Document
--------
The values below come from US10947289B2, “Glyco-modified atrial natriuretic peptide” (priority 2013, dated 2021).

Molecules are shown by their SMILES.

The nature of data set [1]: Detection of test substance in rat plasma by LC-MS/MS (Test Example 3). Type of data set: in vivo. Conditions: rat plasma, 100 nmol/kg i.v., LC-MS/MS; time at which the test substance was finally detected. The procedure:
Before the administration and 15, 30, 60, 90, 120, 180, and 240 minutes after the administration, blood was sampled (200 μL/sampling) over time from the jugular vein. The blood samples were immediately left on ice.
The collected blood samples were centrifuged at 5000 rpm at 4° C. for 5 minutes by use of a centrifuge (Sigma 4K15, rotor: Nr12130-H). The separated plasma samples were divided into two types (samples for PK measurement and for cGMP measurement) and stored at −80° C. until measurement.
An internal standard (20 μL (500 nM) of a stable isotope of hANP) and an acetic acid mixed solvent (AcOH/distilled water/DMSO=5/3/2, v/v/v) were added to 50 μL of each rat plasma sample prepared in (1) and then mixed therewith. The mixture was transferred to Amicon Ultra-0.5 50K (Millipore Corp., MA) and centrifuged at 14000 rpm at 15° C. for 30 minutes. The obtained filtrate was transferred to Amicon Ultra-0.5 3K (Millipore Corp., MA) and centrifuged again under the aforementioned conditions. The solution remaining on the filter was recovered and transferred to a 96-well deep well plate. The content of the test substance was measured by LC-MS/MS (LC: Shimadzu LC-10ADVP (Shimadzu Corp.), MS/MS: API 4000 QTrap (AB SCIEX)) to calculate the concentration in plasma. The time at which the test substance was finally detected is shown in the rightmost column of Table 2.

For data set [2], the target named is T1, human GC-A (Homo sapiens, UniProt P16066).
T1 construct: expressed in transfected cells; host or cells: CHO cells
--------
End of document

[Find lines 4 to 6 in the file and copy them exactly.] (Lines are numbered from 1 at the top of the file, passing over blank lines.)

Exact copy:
Before the administration and 15, 30, 60, 90, 120, 180, and 240 minutes after the administration, blood was sampled (200 μL/sampling) over time from the jugular vein. The blood samples were immediately left on ice.
The collected blood samples were centrifuged at 5000 rpm at 4° C. for 5 minutes by use of a centrifuge (Sigma 4K15, rotor: Nr12130-H). The separated plasma samples were divided into two types (samples for PK measurement and for cGMP measurement) and stored at −80° C. until measurement.
An internal standard (20 μL (500 nM) of a stable isotope of hANP) and an acetic acid mixed solvent (AcOH/distilled water/DMSO=5/3/2, v/v/v) were added to 50 μL of each rat plasma sample prepared in (1) and then mixed therewith. The mixture was transferred to Amicon Ultra-0.5 50K (Millipore Corp., MA) and centrifuged at 14000 rpm at 15° C. for 30 minutes. The obtained filtrate was transferred to Amicon Ultra-0.5 3K (Millipore Corp., MA) and centrifuged again under the aforementioned conditions. The solution remaining on the filter was recovered and transferred to a 96-well deep well plate. The content of the test substance was measured by LC-MS/MS (LC: Shimadzu LC-10ADVP (Shimadzu Corp.), MS/MS: API 4000 QTrap (AB SCIEX)) to calculate the concentration in plasma. The time at which the test substance was finally detected is shown in the rightmost column of Table 2.